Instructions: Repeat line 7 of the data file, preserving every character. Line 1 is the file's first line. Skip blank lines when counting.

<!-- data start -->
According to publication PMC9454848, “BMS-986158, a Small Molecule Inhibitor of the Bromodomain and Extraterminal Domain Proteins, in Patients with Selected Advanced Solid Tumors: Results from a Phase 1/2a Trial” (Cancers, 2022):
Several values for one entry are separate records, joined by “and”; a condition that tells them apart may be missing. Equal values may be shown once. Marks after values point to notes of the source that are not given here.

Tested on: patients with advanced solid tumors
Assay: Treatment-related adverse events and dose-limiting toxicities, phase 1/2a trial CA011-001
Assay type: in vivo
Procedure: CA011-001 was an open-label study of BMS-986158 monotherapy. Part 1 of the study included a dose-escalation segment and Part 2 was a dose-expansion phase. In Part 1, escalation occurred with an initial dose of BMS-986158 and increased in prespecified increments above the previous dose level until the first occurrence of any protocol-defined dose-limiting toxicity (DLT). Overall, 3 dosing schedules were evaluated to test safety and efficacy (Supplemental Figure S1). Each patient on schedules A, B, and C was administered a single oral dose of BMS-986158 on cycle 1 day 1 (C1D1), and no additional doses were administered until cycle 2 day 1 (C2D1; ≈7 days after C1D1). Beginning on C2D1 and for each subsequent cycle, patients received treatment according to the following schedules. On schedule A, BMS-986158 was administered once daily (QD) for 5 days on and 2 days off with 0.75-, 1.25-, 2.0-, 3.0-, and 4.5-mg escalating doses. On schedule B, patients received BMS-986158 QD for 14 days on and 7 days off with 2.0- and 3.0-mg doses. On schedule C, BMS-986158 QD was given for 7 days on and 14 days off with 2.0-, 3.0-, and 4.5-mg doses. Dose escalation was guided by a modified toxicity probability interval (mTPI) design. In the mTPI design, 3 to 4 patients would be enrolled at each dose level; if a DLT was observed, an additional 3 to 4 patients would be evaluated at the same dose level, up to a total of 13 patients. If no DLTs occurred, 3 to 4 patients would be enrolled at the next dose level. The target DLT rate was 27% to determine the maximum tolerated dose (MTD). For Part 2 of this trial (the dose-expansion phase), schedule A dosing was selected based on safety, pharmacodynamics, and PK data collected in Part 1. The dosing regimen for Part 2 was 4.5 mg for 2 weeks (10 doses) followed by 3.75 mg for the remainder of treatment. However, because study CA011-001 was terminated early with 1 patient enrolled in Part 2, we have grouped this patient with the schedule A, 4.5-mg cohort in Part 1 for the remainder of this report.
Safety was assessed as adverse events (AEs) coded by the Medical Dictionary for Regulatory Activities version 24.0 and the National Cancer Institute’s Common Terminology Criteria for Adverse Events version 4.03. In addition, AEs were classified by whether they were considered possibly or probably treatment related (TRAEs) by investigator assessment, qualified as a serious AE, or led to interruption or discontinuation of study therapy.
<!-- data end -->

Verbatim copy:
Safety was assessed as adverse events (AEs) coded by the Medical Dictionary for Regulatory Activities version 24.0 and the National Cancer Institute’s Common Terminology Criteria for Adverse Events version 4.03. In addition, AEs were classified by whether they were considered possibly or probably treatment related (TRAEs) by investigator assessment, qualified as a serious AE, or led to interruption or discontinuation of study therapy.